Prairie-raised, Vancouver-based songsmith Young has attracted far more attention in the UK than here. In fact, this, his third album, was released there back in the spring, and notched four-star reviews in Uncut and MOJO. That response is not too surprising, given that his brand of atmospheric melancholia fits easily alongside such faves of the Brits as Giant Sand and Jim White, with his voice occasionally sounding akin to Stuart Staples (Tindersticks). Unlike the earthy approach of prairie peer Corb Lund, Young is distinctly cerebral. It sounds like he spent more time reading existentialist philosophy and watching Wim Wenders movies than herding cattle. On first listen, Young’s dry and parched voice sounds a mite affected, but you’re soon drawn into his evocative soundscapes. Some vocal variety is provided by the lovely harmony singing of Samantha Parton (Be Good Tanyas) on such tracks as “Little Wind” and “Wanderlust,” while his backing band, the Tin Cup, acquit themselves well. Proceedings are occasionally too funereal (a couple of songs clock in at six minutes), but there’s no doubting Young’s lyrical skills.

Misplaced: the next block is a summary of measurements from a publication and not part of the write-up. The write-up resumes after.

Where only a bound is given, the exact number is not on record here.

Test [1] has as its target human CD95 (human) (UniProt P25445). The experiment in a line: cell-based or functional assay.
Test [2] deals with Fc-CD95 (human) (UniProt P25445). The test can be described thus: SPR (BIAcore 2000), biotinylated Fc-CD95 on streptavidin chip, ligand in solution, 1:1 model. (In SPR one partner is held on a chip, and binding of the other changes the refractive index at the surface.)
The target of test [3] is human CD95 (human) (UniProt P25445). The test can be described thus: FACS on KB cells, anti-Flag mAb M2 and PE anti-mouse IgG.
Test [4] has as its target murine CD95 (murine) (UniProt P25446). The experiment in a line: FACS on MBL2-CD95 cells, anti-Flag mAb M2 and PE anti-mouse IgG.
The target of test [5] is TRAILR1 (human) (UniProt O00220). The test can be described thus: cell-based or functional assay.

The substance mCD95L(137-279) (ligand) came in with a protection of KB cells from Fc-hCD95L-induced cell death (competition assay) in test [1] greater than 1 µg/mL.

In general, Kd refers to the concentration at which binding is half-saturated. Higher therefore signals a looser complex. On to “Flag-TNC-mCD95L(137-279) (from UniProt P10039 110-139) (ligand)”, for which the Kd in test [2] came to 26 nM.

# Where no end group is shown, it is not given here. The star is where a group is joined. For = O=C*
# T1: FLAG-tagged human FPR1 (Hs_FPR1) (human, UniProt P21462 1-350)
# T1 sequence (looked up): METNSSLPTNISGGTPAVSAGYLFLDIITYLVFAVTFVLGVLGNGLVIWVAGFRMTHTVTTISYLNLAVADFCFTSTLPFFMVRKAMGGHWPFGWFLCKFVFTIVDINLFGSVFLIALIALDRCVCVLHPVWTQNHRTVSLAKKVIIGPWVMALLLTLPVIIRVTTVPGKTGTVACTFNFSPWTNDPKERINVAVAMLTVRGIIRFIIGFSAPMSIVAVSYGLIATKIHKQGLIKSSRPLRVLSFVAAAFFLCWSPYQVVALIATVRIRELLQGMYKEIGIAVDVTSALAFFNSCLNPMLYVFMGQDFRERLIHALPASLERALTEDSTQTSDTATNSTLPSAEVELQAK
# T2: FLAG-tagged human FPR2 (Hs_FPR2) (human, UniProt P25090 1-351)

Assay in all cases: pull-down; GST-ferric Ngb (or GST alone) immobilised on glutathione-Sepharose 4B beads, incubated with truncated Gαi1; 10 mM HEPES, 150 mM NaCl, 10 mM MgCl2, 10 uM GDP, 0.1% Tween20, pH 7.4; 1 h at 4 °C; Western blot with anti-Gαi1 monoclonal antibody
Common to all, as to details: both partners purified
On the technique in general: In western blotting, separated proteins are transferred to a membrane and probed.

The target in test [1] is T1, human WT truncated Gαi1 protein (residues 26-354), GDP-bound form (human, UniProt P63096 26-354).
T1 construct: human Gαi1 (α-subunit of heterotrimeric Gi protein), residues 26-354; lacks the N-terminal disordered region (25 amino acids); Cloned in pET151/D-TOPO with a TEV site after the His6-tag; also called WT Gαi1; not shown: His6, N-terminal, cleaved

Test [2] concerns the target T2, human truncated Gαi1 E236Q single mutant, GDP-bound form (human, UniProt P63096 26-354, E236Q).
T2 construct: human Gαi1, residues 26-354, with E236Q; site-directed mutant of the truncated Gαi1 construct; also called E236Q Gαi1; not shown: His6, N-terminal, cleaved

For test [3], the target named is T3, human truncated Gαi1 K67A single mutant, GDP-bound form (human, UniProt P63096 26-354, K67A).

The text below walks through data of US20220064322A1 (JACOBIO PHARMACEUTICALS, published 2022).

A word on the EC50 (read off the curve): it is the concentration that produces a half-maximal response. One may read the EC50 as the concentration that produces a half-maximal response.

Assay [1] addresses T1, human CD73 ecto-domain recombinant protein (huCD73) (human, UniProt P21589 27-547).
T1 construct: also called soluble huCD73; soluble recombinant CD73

First page of the Roger Dean Young archive.